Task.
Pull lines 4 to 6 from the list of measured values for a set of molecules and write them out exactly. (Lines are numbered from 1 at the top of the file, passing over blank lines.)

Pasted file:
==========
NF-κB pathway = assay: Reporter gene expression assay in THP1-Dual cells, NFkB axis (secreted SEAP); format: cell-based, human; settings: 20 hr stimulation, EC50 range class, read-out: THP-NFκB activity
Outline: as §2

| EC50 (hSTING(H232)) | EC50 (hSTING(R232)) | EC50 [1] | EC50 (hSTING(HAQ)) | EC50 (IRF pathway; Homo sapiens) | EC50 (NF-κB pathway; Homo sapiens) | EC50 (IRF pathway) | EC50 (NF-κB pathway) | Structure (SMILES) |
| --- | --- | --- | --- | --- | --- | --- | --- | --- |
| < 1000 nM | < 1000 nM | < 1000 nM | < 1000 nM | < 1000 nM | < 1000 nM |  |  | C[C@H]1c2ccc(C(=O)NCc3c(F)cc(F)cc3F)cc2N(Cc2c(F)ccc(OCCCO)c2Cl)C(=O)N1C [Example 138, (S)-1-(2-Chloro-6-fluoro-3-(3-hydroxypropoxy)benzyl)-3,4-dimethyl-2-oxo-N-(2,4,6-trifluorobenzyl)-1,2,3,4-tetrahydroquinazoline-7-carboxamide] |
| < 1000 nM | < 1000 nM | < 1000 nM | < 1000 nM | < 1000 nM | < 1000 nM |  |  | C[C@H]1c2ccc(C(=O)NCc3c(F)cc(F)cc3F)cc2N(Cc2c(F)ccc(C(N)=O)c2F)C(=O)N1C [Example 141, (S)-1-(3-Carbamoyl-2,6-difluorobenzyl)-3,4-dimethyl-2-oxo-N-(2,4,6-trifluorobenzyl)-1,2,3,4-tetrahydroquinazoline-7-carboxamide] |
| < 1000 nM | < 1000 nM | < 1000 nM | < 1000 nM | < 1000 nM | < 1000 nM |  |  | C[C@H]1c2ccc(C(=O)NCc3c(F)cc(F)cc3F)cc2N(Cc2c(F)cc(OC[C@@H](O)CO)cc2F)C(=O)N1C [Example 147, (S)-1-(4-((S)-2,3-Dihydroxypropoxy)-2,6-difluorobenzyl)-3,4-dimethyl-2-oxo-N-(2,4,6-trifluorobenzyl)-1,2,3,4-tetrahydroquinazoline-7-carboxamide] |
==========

| --- | --- | --- | --- | --- | --- | --- | --- | --- |
| < 1000 nM | < 1000 nM | < 1000 nM | < 1000 nM | < 1000 nM | < 1000 nM |  |  | C[C@H]1c2ccc(C(=O)NCc3c(F)cc(F)cc3F)cc2N(Cc2c(F)ccc(OCCCO)c2Cl)C(=O)N1C [Example 138, (S)-1-(2-Chloro-6-fluoro-3-(3-hydroxypropoxy)benzyl)-3,4-dimethyl-2-oxo-N-(2,4,6-trifluorobenzyl)-1,2,3,4-tetrahydroquinazoline-7-carboxamide] |
| < 1000 nM | < 1000 nM | < 1000 nM | < 1000 nM | < 1000 nM | < 1000 nM |  |  | C[C@H]1c2ccc(C(=O)NCc3c(F)cc(F)cc3F)cc2N(Cc2c(F)ccc(C(N)=O)c2F)C(=O)N1C [Example 141, (S)-1-(3-Carbamoyl-2,6-difluorobenzyl)-3,4-dimethyl-2-oxo-N-(2,4,6-trifluorobenzyl)-1,2,3,4-tetrahydroquinazoline-7-carboxamide] |